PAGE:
Another nod for bitcoin
It wouldn't be a week in tech without another mention of the increasingly accepted e-currency, bitcoin. Now it's major US point of sale player Revel Systems getting fully into bitcoin with native support for the transactions at its customer terminals. In the past it only allowed bitcoin to be received using third party plugins.
In perfect symmetry
There's lots to love about palindromes: those words like civic and deified that are spelled the same forwards and backwards. French designer Yann Pineill has applied the concept to a movie he says is an exploration of the dimensions and dynamics of symmetry.
The work is a marvel of editing and the symmetry comes not only from a narrative that progresses logically whether you start from the beginning or the end, but in places when you draw an imaginary vertical line down the middle of the screen and treat it as two halves.
Shooting for the moon
The thing you notice about inventive types is they observe things in everyday life that others miss, thinking about how to make everything work better. If you think like that, Google could be your best buddy with the Solve For X project.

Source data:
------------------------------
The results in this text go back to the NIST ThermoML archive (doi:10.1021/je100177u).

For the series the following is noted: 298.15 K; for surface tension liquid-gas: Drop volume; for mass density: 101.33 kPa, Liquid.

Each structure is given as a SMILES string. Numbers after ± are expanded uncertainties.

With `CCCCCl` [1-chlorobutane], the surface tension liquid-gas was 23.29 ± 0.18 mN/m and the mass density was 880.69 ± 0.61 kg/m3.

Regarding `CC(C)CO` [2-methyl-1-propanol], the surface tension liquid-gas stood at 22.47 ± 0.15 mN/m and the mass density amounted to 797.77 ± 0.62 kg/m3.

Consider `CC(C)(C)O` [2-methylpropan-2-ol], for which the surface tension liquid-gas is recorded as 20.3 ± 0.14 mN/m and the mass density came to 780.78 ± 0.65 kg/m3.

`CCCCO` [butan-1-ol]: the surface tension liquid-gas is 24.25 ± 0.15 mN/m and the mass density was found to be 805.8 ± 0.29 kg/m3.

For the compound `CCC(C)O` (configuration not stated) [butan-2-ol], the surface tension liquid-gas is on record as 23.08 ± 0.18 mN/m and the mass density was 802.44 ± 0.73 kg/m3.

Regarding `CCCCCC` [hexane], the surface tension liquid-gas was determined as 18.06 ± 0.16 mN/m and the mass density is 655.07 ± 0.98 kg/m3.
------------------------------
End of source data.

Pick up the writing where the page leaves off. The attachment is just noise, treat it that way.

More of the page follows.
It tries to inspire that kind of big thinking that could prompt the next leap in technological advance. At the recent Solve For X global summit, entrepreneurs and scientists presented some big proposals to solve problems of epic proportions, like generating power from nuclear waste, converting heat into electricity, an articifical solar retina to cure blindness and virus decoys to slow disease.
Doin' it for the kids
Email has typically been the domain of adults, more specifically for staid business communications. But Tocomail has given it a spruce up and a lick of security for kids' use. Parents can control the essentials like setting up the account, approving key contacts that are safe to communicate with and moderating potentially dodgy message content.
Then kids can choose the colourful things like their cartoony avatar. Apparently social networking features are on the agenda, so parents should be aware they may never get their child's attention back.